I started knitting because everybody else did, but I never stopped. I started knitting a red hat. When I got to where I wanted the top of the hat to be, I couldn't get all of the yarn to close. It just kept going around and around, closer and closer; then, it went like clay on a potter's wheel, wonky and wobbling in ovals and protozoan shapes. Wider and wider and back out to the original width. A hat like a Chinese finger trap; a hat impossible as a Pringles chip; a hat in shapes far too familiar to be comfortable--a hat like a hat but closer to something only slightly different, which is so terrifying in subtlety that now I can't leave the house.
So the hat kept going. The first few weeks it was like a hobby, mostly; then more like something you would call a hobby to your friends but feel sick about, as you kept felting a tiny piece of red yarn in your pocket. The hat became enormous. We had to move the chaise lounge. We had to call bulk trash to pick up the old broken folding door so that the hat could go from the bedroom into the hall. Every time I tried to close the hat, the hole would re-expand even wider than before, making another intestinal shape out of yarn. Red sine waves. Sphincters.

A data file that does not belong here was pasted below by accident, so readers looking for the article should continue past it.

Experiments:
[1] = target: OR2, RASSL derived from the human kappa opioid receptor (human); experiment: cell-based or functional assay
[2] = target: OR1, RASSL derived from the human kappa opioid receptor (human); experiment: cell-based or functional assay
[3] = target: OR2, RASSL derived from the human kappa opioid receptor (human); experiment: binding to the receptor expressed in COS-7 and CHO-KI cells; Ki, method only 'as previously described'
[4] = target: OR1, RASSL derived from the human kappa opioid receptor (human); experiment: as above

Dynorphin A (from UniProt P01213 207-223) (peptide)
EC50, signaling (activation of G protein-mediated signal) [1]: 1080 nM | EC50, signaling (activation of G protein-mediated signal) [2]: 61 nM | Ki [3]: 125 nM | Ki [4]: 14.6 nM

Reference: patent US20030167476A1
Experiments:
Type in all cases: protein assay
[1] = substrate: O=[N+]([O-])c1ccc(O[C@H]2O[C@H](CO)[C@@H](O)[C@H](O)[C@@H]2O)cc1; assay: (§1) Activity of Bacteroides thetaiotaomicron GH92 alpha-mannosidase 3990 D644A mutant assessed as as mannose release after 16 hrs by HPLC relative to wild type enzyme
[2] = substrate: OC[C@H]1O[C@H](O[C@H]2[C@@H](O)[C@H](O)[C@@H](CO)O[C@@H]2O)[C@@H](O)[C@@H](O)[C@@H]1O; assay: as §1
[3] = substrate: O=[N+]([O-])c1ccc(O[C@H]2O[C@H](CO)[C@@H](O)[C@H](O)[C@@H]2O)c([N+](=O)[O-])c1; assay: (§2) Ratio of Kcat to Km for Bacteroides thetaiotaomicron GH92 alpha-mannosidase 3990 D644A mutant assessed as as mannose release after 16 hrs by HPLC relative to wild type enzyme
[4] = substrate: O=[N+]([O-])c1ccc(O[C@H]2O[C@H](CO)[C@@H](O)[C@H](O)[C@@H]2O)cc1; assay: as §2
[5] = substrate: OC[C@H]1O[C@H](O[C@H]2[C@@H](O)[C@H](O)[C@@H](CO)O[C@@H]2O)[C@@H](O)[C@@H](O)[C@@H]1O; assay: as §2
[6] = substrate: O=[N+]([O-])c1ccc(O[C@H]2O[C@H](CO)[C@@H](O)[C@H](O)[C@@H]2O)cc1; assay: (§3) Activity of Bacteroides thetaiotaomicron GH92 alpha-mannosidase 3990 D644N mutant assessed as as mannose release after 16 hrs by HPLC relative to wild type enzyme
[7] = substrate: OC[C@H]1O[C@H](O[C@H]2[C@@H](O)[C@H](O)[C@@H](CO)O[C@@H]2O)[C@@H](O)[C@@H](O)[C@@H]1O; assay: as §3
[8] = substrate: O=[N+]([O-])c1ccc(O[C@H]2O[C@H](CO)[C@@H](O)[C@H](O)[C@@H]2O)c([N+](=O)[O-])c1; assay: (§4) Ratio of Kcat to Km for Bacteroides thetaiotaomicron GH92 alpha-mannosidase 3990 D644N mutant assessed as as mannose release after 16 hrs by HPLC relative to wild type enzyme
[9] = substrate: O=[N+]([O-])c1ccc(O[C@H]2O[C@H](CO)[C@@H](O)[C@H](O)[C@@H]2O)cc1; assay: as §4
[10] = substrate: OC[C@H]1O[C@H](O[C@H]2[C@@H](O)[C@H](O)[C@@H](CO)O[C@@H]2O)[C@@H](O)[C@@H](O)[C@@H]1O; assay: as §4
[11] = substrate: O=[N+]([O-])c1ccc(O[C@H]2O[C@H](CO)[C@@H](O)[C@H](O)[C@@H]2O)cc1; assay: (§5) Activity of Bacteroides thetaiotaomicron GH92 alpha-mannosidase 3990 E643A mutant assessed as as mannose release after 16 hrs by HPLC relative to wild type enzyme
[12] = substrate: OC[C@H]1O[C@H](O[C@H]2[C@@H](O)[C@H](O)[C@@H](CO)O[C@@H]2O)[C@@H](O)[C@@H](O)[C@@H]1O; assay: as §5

The last hole expansion cost us the dryer vent, in the winter. I had to knit right through the opening in the basement wall and out into the yard. Right when I thought my last stitch had finally arrived--that the hole had finally come together, after the hat had captured all of the dead leaves, the recycling, one of our dogs, the hot water heater--the first robin of spring lit on the rain tree out back and eyed the end of the yarn.
"It's not a worm," I said, defiantly. Robins are bigger in person than you would think.
When you put the hat on, you start where I started, in the bedroom, head-first. You tunnel around the house, down the stairs. Some parts are so vast that you can stand up and walk through them, and some tubes so narrow you have to start with a finger. At times the hat encapsulates, and at times it avoids altogether. The hat digests piles of the New Yorker, and swallows rotten garlic, and empty milk crates, and the microwave. It forms a room around the kitchen table, set for four. It stretches between the banister and the wall. Its shape accommodates and contorts. By the time you get to the dryer vent, you have wriggled around the history of this house, caught up and snagged.
At last the hat is a chrysalis around your tired body as you squirm into the backyard, the world diffused, cadmium, colonic; your hands at your sides; the robin perched permanently atop the last stitch, his rubbery feet tied in, his sunken eye reflecting red.